What I neglected to mention in my previous post about moving to Brooklyn was that I’ve been walking everywhere! Because of the location of the hospital relative to my apartment I end up walking 1.5 miles per day. And I love it! My neighborhood is beautiful to walk through and it’s a bonus that walking turns out to be so healthy. It makes me feel less guilty about not working out everyday.
Something I realized too is that walking prevents me from feeling….well, gross. You know when you just don’t really move at all for an entire day and then don’t exercise and you feel like the absolute worst? Walking so much everyday has eliminated that feeling! Don’t get me wrong, there are still days I feel like a total bum, but I take comfort in knowing that I spent part of the day being somewhat active. And then a couple of days a week I add in a bootcamp, core fusion, or TRX class and I’m all set 🙂
On an unrelated note, I felt it would be worthwhile to share some of my thoughts about working in the NICU (Neonatal intensive care unit). Partly because I am selfishly so in love with it but also partly because there’s so much to learn! First off, something practical. For any first time soon-to-be-moms out there- this is important! When babies are first born there are a ton of different rashes they can get that are all benign (normal/ nothing to be concerned about). Some of these rashes look so scary, when in reality it’s all about the baby just readjusting to being outside of the womb.
If you’re interested in learning more, feel free to visit Stanford’s website complete with tons of pictures!
Another interesting health tidbit is related to diabetes. When a pregnant woman has diabetes glucose (sugar) can cross the placenta to the baby. This means the baby has to make lots of extra insulin to keep it’s own blood sugar at a normal level (because incidentally, the insulin mom makes does not cross the placenta). Insulin induces growth factors, which causes the baby to grow to be larger than he/she otherwise would have. This doesn’t always happen, but there are many other complications that can occur with diabetes as well.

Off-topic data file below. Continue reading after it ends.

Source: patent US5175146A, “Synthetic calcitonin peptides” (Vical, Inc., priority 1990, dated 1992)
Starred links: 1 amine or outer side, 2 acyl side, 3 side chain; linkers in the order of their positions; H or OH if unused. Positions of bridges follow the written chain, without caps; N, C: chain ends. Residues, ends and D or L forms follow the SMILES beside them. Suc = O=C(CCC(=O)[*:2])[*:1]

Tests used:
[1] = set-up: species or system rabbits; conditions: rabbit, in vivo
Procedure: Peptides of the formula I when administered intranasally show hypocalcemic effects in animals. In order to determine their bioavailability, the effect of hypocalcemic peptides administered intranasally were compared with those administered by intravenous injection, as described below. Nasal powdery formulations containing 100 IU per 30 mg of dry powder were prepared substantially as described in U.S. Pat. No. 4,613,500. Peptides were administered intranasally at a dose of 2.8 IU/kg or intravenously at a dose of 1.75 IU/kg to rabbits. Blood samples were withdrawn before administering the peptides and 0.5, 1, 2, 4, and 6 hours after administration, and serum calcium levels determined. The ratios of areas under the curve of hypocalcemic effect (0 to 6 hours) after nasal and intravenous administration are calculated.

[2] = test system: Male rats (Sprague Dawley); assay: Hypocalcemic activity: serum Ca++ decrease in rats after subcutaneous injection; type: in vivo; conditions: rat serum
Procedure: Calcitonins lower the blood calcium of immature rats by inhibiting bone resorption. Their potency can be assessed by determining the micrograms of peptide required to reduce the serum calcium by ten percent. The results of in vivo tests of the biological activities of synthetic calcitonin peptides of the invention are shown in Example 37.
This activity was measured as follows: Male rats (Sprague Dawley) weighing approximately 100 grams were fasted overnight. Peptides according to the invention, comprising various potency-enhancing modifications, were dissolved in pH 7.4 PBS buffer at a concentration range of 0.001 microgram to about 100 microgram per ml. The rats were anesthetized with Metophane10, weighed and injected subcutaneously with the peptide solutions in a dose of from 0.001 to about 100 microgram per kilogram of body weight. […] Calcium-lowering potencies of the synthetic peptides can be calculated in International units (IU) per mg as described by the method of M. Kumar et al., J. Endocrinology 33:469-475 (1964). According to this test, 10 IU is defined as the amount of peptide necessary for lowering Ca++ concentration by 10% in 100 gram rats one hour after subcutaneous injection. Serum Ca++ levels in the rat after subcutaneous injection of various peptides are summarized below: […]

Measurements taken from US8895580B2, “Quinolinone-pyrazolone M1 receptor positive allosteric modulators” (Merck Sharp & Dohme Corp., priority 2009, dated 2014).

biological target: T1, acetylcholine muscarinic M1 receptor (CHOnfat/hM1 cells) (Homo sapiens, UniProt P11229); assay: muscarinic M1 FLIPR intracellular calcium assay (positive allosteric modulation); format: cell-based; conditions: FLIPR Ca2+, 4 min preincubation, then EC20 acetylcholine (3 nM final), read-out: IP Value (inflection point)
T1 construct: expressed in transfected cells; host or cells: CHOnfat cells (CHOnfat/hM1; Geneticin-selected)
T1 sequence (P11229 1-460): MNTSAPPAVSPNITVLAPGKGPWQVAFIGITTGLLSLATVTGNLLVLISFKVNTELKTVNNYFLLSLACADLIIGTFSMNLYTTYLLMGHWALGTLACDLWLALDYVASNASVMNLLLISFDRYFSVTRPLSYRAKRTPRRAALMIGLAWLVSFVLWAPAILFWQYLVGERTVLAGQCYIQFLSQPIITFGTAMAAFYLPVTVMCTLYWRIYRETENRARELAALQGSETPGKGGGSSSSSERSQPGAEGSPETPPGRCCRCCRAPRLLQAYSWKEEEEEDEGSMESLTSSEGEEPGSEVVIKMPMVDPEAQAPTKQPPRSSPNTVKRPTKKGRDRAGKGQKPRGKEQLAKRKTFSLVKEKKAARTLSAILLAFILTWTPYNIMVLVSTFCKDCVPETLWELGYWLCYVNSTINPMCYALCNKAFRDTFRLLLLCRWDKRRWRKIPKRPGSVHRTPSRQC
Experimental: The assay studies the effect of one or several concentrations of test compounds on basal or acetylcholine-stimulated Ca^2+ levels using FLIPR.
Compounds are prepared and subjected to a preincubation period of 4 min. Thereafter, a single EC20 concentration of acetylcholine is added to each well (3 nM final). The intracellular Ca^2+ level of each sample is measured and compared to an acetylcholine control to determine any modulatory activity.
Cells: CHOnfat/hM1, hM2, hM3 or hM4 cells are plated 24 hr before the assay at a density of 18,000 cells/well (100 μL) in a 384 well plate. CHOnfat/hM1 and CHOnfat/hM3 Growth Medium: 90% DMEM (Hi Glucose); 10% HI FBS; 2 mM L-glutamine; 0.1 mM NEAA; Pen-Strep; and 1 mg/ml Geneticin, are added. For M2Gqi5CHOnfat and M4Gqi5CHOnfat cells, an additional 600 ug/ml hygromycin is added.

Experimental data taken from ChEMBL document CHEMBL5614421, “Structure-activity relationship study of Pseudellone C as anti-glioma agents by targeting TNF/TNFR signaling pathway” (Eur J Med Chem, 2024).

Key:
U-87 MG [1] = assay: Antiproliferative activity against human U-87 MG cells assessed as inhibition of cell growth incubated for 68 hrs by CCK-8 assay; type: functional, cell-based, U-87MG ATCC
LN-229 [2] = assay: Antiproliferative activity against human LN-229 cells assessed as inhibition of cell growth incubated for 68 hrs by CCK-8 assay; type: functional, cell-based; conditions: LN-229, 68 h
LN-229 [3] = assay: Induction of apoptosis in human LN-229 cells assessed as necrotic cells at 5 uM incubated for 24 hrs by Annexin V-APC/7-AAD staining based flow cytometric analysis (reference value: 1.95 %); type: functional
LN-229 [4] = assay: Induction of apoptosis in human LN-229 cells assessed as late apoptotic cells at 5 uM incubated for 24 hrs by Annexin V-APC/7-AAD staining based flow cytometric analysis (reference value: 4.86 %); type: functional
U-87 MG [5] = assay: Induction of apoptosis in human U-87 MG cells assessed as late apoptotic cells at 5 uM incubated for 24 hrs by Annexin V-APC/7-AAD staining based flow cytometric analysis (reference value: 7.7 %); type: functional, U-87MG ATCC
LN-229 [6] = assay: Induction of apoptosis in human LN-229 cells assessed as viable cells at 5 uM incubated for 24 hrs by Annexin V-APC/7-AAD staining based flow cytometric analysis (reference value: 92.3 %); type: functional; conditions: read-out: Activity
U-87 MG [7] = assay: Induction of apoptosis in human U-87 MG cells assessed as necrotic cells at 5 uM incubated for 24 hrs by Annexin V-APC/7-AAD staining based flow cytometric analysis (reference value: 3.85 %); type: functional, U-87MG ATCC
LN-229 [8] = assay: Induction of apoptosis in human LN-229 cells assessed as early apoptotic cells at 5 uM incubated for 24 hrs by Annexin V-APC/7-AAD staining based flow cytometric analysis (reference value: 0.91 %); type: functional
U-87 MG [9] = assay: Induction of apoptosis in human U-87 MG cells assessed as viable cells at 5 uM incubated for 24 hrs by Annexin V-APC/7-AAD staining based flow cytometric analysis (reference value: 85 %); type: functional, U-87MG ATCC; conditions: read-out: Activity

Science aside, what impresses me the most about the NICU is the social aspect. Words cannot explain how amazing it is to witness the way that mothers, fathers, grandparents, and any other family members look at their new babies. They are in awe (and, to be honest, I AM TOO). It is the.literal.greatest.
I was always under the impression that babies (and kids in general) were much harder to diagnose and treat because they couldn’t tell you what was wrong. So much of what we do in medicine depends on what information our patients give us! But now that I’ve gone through my pediatric rotation I realized that I had it all backwards. Babies are MUCH easier to care for medically. The reason why is that they almost always present the same exact way for a given problem. For example, a baby in respiratory distress will breath very quickly and will also use extra muscles (like abdominal and chest wall muscles) to breath- if it’s very bad, the baby will also have flared nostrils. Babies don’t have voluntary control over their actions the way that adults do, and in this way I’ve noticed they fit “textbook definitions” of diseases much more easily. The really good neonatologists can sometimes tell what’s wrong with a baby just by looking at him/her without even doing a physical exam. Basically, what I’ve learned is that kids are very, very reliable! And at the end of the day if they are old enough to lie to you, you can offer them a sticker in exchange for honesty and they will cooperate instantly.
Next week will be my last with Peds and then I’m onto psychiatry. Working in the nursery in particular has completely transformed my experience in such a positive way! I feel so lucky to share in the experience of such a significant life changing event for other families, and to be surrounded by so much happiness everyday. I will miss it!